The process taking place in Venezuela is usually looked at from a political angle – the 21st Century Socialism project of Hugo Chavez. There is, however, another interrelated dimension – the question of what economic processes underpinned Hugo Chavez coming to office and of the economic policies now being pursued? This blog will consider these issues.
A necessary starting point is the economic situation, to be more precise the catastrophic economic situation, which led to Hugo Chavez’s election.
The present so called ‘Opposition’ to Chavez are in fact the previous ruling groups in Venezuela. The reason they lost power is that they produced an economic disaster in Venezuela without comparison in any major country in Latin America – indeed with few parallels in any major country in the world.
The fundamental features of this disaster may be seen in Figure 1, which shows the total growth in GDP per capita of the major Latin American countries between 1950 and 1998 – the year Chavez was elected. In this entire 48 year period GDP per capita in Venezuela rose by only 20 per cent – compared to 65 per cent in Peru, 78 per cent in Uruguay, 83 per cent in Argentina, 149 per cent in Colombia, 178 per cent in Chile, 185 per cent in Mexico, and 224 per cent in Brazil. 
In terms of country comparisons, Venezuela’s GDP per capita grew at 0.4 per cent a year throughout this period compared to 1.0 per cent a year in Peru, 1.2 per cent in Uruguay, 1.3 per cent in Argentina, 1.9 per cent in Colombia, 2.1 per cent in Chile, 2.2 per cent in Mexico, and 2.5 per cent in Brazil. These figures alone show that the ‘Opposition’ in Venezuela represented the greatest group of economic incompetents in Latin America.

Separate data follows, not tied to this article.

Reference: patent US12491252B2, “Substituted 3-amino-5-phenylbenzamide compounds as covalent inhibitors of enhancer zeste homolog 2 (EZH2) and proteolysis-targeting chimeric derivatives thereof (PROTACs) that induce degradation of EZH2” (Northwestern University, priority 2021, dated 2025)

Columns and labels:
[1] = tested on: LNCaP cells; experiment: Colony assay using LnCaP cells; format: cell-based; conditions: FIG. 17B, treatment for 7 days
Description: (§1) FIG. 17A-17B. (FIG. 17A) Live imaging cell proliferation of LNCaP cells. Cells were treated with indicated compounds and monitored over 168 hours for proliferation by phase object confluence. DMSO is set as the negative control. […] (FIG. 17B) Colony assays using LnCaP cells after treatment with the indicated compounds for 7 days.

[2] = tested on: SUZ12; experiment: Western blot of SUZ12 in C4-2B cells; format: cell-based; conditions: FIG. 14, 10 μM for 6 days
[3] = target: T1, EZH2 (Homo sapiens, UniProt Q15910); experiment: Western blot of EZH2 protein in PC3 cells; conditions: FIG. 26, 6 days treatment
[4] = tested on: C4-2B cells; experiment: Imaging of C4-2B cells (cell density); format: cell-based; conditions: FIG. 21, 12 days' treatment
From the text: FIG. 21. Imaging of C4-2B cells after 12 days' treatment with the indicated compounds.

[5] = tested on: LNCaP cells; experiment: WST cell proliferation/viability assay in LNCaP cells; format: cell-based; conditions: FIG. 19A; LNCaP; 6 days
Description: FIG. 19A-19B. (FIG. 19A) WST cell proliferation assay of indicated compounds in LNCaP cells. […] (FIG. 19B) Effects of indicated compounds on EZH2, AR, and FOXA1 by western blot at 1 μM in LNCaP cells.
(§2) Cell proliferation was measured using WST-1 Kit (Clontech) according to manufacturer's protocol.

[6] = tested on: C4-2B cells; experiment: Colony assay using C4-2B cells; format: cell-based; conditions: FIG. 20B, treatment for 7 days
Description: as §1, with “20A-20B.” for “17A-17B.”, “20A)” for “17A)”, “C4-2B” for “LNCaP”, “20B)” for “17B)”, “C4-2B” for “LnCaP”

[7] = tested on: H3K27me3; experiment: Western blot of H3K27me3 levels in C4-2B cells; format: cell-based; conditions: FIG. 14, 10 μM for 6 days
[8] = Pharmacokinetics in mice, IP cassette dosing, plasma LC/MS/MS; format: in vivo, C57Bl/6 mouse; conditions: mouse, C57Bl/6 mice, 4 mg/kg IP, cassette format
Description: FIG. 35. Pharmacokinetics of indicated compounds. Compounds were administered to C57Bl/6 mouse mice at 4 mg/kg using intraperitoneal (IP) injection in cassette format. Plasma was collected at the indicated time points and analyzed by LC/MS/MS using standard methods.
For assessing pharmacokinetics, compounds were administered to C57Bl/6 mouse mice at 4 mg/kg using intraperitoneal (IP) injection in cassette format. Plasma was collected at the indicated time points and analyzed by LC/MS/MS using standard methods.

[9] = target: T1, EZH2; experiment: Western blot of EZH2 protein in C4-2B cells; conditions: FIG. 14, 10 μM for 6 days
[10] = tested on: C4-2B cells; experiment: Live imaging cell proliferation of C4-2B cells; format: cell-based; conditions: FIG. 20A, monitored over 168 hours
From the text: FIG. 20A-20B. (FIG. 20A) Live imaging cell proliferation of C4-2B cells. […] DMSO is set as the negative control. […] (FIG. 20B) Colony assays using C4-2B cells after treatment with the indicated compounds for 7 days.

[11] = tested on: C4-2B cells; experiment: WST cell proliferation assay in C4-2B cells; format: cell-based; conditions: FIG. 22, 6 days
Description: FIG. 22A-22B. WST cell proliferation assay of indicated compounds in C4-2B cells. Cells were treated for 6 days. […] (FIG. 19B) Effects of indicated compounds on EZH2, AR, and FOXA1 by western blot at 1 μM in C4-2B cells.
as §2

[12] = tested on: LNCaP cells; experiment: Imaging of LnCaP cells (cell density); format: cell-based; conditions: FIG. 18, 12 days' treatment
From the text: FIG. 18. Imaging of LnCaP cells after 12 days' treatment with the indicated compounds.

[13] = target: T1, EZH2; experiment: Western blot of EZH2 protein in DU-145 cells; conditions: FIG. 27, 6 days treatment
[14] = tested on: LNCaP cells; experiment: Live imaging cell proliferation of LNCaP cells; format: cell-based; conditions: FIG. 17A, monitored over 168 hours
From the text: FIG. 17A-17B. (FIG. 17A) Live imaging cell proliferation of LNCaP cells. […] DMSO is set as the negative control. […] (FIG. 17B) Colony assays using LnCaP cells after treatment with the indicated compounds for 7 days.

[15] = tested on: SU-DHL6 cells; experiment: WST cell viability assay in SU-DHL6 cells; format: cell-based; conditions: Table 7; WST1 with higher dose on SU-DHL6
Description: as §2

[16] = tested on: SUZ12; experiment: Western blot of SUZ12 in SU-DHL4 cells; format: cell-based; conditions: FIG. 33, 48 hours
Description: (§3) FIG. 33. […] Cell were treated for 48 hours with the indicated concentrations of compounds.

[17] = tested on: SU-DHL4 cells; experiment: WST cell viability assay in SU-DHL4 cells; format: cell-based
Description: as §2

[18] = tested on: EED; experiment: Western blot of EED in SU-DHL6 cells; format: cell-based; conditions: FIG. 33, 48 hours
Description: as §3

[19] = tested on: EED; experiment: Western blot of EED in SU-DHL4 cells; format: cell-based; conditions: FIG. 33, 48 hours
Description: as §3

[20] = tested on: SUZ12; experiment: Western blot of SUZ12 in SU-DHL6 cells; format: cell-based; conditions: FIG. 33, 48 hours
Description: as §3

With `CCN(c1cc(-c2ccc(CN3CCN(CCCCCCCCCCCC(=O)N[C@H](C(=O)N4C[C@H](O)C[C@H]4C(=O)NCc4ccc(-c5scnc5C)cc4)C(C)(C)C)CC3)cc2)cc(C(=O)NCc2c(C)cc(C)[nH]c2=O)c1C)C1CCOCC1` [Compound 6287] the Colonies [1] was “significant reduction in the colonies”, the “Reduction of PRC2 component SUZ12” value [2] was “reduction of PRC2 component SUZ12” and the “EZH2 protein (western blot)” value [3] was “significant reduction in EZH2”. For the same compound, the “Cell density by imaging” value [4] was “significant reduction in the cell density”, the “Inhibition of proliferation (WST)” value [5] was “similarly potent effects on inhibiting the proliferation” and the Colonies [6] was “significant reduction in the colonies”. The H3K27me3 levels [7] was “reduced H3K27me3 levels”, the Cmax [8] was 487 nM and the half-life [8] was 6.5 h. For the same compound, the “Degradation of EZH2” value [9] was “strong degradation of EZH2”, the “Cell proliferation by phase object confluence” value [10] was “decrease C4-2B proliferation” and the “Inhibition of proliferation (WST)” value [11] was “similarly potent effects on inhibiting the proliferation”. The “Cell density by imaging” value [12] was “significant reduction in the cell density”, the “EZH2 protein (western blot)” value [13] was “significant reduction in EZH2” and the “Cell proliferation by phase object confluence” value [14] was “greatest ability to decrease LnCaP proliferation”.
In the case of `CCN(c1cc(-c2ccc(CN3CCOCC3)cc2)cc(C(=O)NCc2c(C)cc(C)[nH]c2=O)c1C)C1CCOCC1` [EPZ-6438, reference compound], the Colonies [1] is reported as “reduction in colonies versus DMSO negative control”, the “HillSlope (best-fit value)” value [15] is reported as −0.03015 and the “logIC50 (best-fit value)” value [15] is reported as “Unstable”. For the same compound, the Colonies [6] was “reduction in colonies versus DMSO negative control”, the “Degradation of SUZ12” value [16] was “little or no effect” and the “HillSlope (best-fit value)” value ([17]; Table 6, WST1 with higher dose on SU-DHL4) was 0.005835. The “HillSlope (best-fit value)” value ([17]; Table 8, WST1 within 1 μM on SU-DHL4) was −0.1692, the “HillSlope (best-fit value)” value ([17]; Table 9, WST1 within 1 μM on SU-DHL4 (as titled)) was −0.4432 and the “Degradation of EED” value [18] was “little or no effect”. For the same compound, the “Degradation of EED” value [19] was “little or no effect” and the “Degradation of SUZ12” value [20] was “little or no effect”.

Examination of more detailed figures, however, shows that the trends produced by the Venezuelan ‘Opposition’ were in fact even worse than those shown by the averages for the period.
Figure 2 shows Venezuelan GDP per capita for each year up to 1998, the year Chavez won the election, compared to the 1950 level. It shows not only the extraordinary stagnation of Venezuelan economic development for almost half a century after 1950 but that for the 24 years up to 2003, when Chavez broke the ‘Opposition’ control of the state oil company PDVSA (Petróleos de Venezuela, S.A.), GDP per capita in Venezuela was actually falling.
Examining this is the goal of this blog.
 Calculated from Angus Maddison World Population, GDP and Per Capita GDP, 1-2003 AD. Angus Maddison is the world’s leading authority on long term economic statistics – former head of the Organisation for European Economic Cooperation (OEEC) economics division. He is first professor, and then emeritus professor at Groningen University and remained there until his retirement. Angus Maddison received a royal decoration as Commander in the Netherlands Order of Orange Nassau. All figures in this article are calculated from this source unless otherwise specifically stated.